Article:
Photography continues to be an exciting aspect of our vacations, weekend sprees or eating out sessions. Learning professional Photography is also a popular Bucket List item! And while everyone has the latest photo equipment from a DSLR camera to a battery of lenses, Smartphone Photography is increasingly getting more popular!
There are times when you have the perfect photo-worthy situation (that brilliant silhouette against the sunset, that dessert which has been plated exotically or that cute puppy staring at you) – when you don’t have your DSLR or have run out of batteries or you simply don’t have enough time to get armed! And it’s your smartphone that stands up to the occasion!
The Itch List asked photographers and photo bloggers on their tips and tricks for great smartphone photography!
Low Light Photos
Travel photographer, Sanyukta Kulkarni, who exhibits in Mumbai, shares – ‘Dont use a flash for low light or night photos – photos with flash are badly lit! Not to mention red eye and blurs. Instead, change your phone camera settings – change the ISO to a higher number and use the Image Stabilizer option (If your smartphone camera does not have these features, you can use an app). Of course, make sure your camera is steady to avoid blurs (by resting it on a steady surface instead of holding it mid air or by using a tripod).
Prashanth Krishna, Photographer and Photography trainer (ClickPK) shares that – smartphones, as you would know, have a digital zoom – which is basically pixel expansion that deteriorates picture quality. So ditch the zoom function in your smartphone camera – instead, click in far zoom out and then crop the picture to the detail you wish.
Using the HDR function
Partha Rao, Lomographer and Analog geek, lost his DSLR on a trip in Madrid. He rediscovered shooting with a smartphone camera then and has never looked back! He shares that the HDR function can be used effectively in a phone camera. Especially when clicking landscape photos that have a lot of contrast variations make a photo unbalanced – either too bright or too dull. For example, use it when you want to click a mountain with clouds – with the HDR function, you get both mountains and clouds clearly.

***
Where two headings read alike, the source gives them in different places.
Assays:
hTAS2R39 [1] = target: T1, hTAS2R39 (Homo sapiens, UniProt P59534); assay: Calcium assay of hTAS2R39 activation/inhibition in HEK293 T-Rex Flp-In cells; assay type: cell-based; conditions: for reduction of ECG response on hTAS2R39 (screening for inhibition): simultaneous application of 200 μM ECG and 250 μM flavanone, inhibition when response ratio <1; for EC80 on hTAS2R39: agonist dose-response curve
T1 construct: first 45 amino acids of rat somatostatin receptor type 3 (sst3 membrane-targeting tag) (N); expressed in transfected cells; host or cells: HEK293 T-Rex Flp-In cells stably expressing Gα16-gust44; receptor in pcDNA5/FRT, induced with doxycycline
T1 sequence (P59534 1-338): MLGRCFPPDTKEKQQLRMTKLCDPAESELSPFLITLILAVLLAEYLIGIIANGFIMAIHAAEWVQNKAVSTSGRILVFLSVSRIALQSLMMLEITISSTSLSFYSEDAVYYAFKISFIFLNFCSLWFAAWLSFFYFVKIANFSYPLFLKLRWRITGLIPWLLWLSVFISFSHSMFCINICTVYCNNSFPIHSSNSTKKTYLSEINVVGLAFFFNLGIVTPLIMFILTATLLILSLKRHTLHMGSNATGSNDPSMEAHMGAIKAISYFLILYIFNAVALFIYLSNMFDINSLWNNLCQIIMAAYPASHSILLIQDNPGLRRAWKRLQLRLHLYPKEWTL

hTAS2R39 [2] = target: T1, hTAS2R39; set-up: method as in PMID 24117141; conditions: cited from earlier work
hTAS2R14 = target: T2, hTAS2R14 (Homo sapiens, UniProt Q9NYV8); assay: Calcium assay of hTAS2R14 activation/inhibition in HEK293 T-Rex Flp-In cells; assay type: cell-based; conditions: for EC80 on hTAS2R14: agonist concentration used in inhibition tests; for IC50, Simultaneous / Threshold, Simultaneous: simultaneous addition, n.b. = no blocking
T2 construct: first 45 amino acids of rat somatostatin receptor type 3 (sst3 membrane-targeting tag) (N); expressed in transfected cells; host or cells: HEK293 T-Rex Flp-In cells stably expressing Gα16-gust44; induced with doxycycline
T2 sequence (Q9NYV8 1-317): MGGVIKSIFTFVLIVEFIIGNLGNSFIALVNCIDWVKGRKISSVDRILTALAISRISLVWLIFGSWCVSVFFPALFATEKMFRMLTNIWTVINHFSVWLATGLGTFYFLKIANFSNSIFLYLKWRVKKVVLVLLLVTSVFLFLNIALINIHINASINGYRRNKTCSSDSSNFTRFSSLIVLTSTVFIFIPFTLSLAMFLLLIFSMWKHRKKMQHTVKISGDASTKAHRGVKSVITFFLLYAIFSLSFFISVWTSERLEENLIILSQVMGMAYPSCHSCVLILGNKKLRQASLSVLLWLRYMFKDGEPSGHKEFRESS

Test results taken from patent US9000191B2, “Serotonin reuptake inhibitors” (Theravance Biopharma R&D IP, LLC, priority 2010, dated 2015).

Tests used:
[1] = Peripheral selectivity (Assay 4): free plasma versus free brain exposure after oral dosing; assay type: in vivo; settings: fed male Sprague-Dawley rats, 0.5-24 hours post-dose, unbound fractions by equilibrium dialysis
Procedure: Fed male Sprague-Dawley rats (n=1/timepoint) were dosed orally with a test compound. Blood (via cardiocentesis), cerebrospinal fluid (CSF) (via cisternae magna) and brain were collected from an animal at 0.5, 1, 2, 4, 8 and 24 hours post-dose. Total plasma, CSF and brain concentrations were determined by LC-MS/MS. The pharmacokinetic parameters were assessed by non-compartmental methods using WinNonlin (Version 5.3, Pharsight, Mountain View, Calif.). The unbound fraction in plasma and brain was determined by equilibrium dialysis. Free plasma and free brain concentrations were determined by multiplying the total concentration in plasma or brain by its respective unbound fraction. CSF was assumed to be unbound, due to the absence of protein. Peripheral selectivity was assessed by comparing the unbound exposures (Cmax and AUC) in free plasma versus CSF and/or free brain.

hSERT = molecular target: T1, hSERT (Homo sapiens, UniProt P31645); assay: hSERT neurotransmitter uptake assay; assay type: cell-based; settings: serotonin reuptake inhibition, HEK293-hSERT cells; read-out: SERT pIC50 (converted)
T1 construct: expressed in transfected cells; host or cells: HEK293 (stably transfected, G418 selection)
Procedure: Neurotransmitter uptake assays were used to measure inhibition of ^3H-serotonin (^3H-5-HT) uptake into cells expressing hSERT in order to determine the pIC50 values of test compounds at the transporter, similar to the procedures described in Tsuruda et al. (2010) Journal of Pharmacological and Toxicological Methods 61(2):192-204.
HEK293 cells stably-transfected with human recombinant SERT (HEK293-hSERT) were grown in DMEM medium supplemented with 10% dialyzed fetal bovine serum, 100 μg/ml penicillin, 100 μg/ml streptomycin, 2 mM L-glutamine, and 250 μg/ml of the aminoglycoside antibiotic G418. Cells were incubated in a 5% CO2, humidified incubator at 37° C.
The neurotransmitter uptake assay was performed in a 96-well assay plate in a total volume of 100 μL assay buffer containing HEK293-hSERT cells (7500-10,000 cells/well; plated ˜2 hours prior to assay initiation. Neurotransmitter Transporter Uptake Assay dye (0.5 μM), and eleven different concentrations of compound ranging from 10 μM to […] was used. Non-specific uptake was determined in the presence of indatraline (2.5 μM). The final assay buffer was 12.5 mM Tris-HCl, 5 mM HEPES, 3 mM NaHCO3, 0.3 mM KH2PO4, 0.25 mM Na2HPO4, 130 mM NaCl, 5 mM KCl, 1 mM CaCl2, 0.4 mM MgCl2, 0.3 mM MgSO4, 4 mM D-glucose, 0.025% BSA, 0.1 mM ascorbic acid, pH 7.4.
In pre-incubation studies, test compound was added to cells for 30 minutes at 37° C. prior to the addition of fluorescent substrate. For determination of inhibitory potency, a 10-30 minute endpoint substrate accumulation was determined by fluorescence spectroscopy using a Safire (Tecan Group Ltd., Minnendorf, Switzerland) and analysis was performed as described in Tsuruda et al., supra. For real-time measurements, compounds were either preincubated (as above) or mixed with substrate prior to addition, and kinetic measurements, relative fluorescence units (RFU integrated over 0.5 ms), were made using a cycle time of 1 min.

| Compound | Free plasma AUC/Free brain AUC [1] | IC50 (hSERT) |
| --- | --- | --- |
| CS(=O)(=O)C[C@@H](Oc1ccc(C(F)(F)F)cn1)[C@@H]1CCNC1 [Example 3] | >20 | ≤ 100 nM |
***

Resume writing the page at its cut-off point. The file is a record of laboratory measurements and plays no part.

Motion Shots in Smartphone Photography
Deepti Asthana, photographer and a travel blogger (DA Travelography) shares that for motion shots it is best to use the burst function of your smartphone camera. That way you can choose the picture with the best output.
Accessories for the Smartphone Camera
Accessories will help enhance your smartphone photography! Here are some of the popular and handy ones that you can use. And we will spare you the most popular – or should we say unpopular – selfie stick monopod ;).
- Add-On Lenses – give you a variety of angles like wide angles, fish eye or macro lenses for close ups. Add-on Lenses are usually clip-ons (more convenient) or screw-ins (more firmly fixed). Partha recommends that you buy the cheaper fish eye lenses available that you can experiment with (available for $2-5) and then invest in more expensive lenses (like the Olloclip 4-in-1 lens, which will set you back by about $70).
- Shutter remotes – are great, especially while taking group photos or pictures of yourself (solo travelers, hear ye) without having to use the selfie-stick. Adjust your shot and then go ahead and remote click. Shutter remotes are available for $8 onwards.
- Tripods – are essential when you need that steady shot (especially low light shots). Invest in a good tripod. Prashanth has found the Gorilla Pod quite effective for smartphones and cost about $20.
There is always a dilemma (and often a debate) between whether or not to post-process your photos.
Pratap J, a post processing expert with Darter Photography in India, shares that digital cameras capture information on a chip and the technology inside the camera adds color, enhances the photos, and gives an output in a format which is useful in the real world (JPG). So unless you’re shooting RAW, you’re actually letting the camera process the image for you.
Here are some useful camera apps for taking pictures and post-processing:
- Camera + is an effective app to take pictures. Partha, shares that Camera + gives you more control, like when you want to meter your photo (setting the combination of shutter speed & aperture) or say you want to set the AE (auto exposure) or AF (autofocus) lock.
- Snapseed (by Google) and VSCO are really powerful post processing apps. Deepti Asthana who often uses these recommends you explore their features for photo correction, enhancement, filters, aspect ratios while cropping and sharing photos post editing.
- Lightroom – while only a desktop app (not yet available on smartphones), is a great tool for photographers. Sanyukta often uses Lightroom (although, when she doesnt have access to her laptop, Instagram is her favourite editing tool on the go).
So explore and experiment with your smartphone camera features for great photos! Add it to your Itch List.